Cardinal urges Trudeau to drop pro-choice requirement

The Liberal leader has said the party won’t accept new candidates who are not pro-choice on abortion

The Roman Catholic archbishop of Toronto is asking Justin Trudeau to reconsider his decision to bar would-be Liberal candidates who do not endorse the party policy on abortion.

Cardinal Thomas Collins wrote to the Liberal leader Wednesday to say he is deeply concerned about the controversy.

Collins said he understands the need for party discipline, but questions whether that discipline can extend to matters of conscience.

“Political leaders surely have the right to insist on party unity and discipline in political matters which are within the legitimate scope of their authority,” Collins wrote.

“But that political authority is not limitless: it does not extend to matters of conscience and religious faith. It does not govern all aspects of life.”

Trudeau has said the party won’t accept new candidates who are not pro-choice on abortion, although sitting MPs will be allowed to run even if they oppose the practice.

“As a party, we are steadfast in our belief … that it is not for any government to legislate what a woman chooses to do with her body, and that is the bottom line there,” Trudeau said last week.

“I have made it clear that future candidates need to be completely understanding that they will be expected to vote pro-choice on any bills.”

In his letter, the cardinal reminded Trudeau—who was raised in the Catholic faith of his famous father—that the patron saint of politicians, Thomas More, was executed for following his conscience against the political authority of his day.

Collins pointedly mentioned that there are two million Catholics in his diocese. He said he encourages them to get involved in politics as both voters and candidates.

“It is not right that they be excluded by any party for being faithful to their conscience.”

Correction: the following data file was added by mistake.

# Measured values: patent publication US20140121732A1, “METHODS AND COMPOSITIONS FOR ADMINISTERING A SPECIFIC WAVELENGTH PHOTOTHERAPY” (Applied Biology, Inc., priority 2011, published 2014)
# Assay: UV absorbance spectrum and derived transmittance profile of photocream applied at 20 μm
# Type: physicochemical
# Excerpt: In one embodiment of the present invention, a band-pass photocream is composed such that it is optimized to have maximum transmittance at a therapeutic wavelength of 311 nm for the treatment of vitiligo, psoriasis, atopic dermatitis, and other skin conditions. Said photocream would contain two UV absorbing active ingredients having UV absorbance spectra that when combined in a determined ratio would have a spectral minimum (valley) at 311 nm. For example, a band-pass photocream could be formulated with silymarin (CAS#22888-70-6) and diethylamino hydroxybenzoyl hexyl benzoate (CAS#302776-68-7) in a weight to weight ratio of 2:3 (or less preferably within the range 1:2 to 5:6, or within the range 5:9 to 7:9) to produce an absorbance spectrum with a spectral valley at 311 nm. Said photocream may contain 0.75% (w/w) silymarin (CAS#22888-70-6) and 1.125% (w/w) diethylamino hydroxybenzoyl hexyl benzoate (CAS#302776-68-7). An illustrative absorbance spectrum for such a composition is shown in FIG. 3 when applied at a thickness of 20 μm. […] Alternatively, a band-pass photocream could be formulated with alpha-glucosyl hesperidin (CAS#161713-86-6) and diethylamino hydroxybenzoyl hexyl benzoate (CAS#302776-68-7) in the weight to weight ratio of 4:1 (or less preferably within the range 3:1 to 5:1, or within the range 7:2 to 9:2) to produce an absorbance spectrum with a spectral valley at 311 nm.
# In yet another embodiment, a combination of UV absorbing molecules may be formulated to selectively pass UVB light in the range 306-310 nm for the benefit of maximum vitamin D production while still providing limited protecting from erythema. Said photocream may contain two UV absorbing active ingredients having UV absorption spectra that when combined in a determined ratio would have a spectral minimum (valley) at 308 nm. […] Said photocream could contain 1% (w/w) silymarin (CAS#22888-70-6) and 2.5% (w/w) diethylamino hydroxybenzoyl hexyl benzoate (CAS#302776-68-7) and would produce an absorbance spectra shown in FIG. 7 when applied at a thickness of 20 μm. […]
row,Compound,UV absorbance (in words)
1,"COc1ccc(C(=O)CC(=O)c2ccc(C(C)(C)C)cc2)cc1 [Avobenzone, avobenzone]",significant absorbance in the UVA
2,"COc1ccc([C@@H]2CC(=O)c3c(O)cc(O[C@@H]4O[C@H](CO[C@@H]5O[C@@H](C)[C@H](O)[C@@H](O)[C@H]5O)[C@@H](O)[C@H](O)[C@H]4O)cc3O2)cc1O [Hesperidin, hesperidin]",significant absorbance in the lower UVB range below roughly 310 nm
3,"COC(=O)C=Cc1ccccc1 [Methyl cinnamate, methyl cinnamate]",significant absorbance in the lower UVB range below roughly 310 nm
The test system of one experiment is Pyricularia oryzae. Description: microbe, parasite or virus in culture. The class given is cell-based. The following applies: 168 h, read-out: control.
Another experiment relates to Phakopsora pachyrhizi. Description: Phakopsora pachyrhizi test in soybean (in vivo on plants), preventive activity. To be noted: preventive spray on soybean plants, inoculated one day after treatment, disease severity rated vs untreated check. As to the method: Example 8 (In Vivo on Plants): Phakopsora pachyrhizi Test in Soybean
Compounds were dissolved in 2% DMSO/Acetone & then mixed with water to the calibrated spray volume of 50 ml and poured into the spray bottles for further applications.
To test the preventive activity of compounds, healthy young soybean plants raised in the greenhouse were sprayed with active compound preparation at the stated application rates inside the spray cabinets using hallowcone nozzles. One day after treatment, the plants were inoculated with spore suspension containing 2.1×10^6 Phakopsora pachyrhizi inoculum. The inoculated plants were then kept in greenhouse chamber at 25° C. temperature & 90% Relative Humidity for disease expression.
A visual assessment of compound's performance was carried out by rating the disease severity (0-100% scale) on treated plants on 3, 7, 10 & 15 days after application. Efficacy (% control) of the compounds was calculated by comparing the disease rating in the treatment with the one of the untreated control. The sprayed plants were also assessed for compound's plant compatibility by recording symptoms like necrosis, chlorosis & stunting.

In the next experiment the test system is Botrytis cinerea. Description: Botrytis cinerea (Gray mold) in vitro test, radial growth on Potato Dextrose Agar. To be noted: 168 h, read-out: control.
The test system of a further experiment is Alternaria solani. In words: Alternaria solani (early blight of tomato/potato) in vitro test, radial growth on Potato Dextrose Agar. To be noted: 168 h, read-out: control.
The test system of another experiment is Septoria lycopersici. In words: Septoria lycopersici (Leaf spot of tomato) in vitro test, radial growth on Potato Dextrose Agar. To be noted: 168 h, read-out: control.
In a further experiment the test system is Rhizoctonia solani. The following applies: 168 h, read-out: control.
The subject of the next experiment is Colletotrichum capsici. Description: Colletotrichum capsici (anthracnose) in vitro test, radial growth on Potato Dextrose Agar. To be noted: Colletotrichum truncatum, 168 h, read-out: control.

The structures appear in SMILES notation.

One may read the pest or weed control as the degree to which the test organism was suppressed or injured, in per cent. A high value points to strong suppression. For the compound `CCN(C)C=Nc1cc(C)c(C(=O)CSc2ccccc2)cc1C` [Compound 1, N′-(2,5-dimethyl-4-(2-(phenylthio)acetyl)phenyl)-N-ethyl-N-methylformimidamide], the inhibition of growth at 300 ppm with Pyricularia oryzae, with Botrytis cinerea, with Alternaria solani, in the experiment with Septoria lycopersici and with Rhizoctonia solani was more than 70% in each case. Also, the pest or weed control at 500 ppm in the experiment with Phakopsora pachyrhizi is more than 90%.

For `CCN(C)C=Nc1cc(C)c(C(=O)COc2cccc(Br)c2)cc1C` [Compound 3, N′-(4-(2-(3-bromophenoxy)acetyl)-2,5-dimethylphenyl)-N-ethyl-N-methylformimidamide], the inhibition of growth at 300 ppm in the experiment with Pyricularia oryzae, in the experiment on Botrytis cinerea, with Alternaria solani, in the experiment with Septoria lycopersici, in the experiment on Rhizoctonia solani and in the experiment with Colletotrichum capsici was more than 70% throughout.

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Cardinal urges Trudeau to drop pro-choice requirement

  1. “It is not for any government to legislate what a woman chooses to do with her body, ”

    It’s not for any religion to do so either….

    Time to tax the churches.

    • Sure. As soon as we tax other charities, or cancel the huge refund for contributing to political parties.

    • Oh, and BTW – on the other thread (comments now closed or I’d address this there) you said:

      “AHAHAHAHAHAHA…..so you do it again!

      We don’t HAVE a law on abortion, Bram.

      And there has been nothing involving ‘humanness’ in the law….”

      I wasn’t talking about an abortion law. I was talking about s. 223(1) of the Criminal Code:

      “223. (1) A child becomes a human being within the meaning of this Act when it has completely proceeded, in a living state, from the body of its mother, whether or not

      (a) it has breathed;

      (b) it has an independent circulation; or

      (c) the navel string is severed.”

      Point, set and match. AHAHAHAHAHAHA!

      • Um….I think everyone in the country is aware of the difference in being born and not born. You are human…..as in species…..all the time.

        “a human being within the meaning of this Act” is a little different.

        Good thing you’re not trying to make a living as a lawyer.

        PS As to taxes….they get a benefit because of the separation of church and state. The state stays out of church business, and the church stays out of state business.

        If the church is going to interfere in the business of the state…..then they pay taxes.

        Simple concept.